Reply
  6. I consolidated my student loans to a single FFEL loan in 2006. Am I understanding correctly, there is nothing I can do to convert this consolidated FFEL loan into a Direct loan?

    Reply
  7. Do I need other loans in addition to my FFEL loan in order to apply for a direct loan consolidation? It appears from the name that if you only have a FFEL loan, you can’t “consolidate” it into a direct consolidation loan to take advantage of PSLF.

    Reply
  8. Great and useful website. I have three FFEL loans that are worth about $60k. I have about $230k of direct loans (direct grad plus, direct subsidized/unsub, and one weird direct consolidated unsubsidized loan [for about $7k from 2006]). I’ve never certified for PSLF before but Im about 7 years into government service. My question is…to take advantage of the PSLF waiver for the FFEL loans should I just consolidate the FFEL loans only? Or should I consolidate everything and then submit the PSLF cert form? I dont believe I had any qualifying payments on the weird direct consolidated loan prior to it being consolidated (which i dont even remember doing)…since I read a second consolidation will wipe out prior payments made before the first consolidation….but this loan is only $7k anyway so I’m not super worried about it. Any help and insight would be awesome. I dont trust the service center reps.

    Reply
    • Consolidation usually wipes out prior payments. However, in the case of the limited waiver, it does not.

      I get your concern about not trusting your servicer as I’ve gotten bad info from them myself. I find the best way to resolve these issues is to compare what I’m told with the information on the Department of Education website. They recently updated the Limited Waiver information and the details covered are excellent.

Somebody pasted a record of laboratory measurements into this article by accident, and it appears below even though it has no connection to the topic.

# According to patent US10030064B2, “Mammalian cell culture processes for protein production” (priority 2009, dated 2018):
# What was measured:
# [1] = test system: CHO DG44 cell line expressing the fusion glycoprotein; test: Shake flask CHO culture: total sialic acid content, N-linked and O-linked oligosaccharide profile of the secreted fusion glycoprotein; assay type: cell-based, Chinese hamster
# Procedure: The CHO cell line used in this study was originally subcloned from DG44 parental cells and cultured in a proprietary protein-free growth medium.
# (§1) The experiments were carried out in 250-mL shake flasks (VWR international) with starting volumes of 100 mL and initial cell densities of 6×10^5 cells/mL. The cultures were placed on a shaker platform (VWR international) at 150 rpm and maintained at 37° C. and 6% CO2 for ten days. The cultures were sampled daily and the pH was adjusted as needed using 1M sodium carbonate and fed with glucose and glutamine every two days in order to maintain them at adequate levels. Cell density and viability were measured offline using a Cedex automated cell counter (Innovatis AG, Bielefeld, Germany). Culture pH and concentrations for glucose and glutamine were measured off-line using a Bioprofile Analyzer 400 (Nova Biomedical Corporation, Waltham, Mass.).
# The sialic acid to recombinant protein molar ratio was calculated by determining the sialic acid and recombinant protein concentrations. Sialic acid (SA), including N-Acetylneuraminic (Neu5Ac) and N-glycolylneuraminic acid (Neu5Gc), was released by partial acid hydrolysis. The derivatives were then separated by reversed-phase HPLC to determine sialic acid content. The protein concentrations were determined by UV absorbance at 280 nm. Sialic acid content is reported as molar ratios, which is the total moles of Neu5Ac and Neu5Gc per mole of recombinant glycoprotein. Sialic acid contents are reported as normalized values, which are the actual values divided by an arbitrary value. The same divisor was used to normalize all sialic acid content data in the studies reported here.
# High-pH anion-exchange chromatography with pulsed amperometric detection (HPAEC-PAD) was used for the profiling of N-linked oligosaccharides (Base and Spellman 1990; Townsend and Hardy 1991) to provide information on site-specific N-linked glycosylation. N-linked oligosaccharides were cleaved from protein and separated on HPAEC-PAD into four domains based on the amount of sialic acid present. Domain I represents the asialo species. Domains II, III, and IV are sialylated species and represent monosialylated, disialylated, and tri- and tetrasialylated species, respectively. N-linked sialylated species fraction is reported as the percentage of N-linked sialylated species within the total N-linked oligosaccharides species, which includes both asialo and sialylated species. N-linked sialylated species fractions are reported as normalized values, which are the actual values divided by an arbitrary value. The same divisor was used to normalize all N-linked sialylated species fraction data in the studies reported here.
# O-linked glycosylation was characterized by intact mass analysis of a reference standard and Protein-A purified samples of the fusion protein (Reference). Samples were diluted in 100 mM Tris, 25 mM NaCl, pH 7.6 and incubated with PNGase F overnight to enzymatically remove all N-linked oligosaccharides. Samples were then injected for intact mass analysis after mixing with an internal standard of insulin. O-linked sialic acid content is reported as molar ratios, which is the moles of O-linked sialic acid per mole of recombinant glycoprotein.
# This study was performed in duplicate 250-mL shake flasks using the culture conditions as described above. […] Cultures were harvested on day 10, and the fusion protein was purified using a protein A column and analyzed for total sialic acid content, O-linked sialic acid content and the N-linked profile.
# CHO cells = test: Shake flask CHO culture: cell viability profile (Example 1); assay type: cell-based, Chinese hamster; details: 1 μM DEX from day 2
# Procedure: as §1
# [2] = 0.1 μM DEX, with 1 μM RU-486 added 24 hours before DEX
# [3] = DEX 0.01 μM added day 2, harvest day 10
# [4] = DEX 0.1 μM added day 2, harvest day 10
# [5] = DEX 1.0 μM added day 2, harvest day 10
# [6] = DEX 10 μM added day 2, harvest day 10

Reply
  9. I received a letter from my loan servicing AES stating my FFELP loan did not qualify forgiveness under the PSLF Program; however, I may be able to take advantage of the limited waiver if I apply to consolidate my loan into a new direct consolidation loan. I am not sure where to begin this process and how consolidation will affect my payment.

    Reply
  10. I graduated from law school in May 2011, my loan grace period ended 6 months later, and I entered repayment in November 2011. My loans included Direct loans, FFELP loans, and Perkins Loan.

    I started working full time at a nonprofit October 2011.

    Although I entered repayment November 2011, I did not consolidate my loans until May 2012. Even though the original loans were closed/consolidated May 2012, the consolidated loans entered repayment in August 2012. Note: I made payments in June and July 2012 that currently don’t qualify because the accounts were apparently in forbearance while the loan consolidation processed. At the time I was told to continue making payments.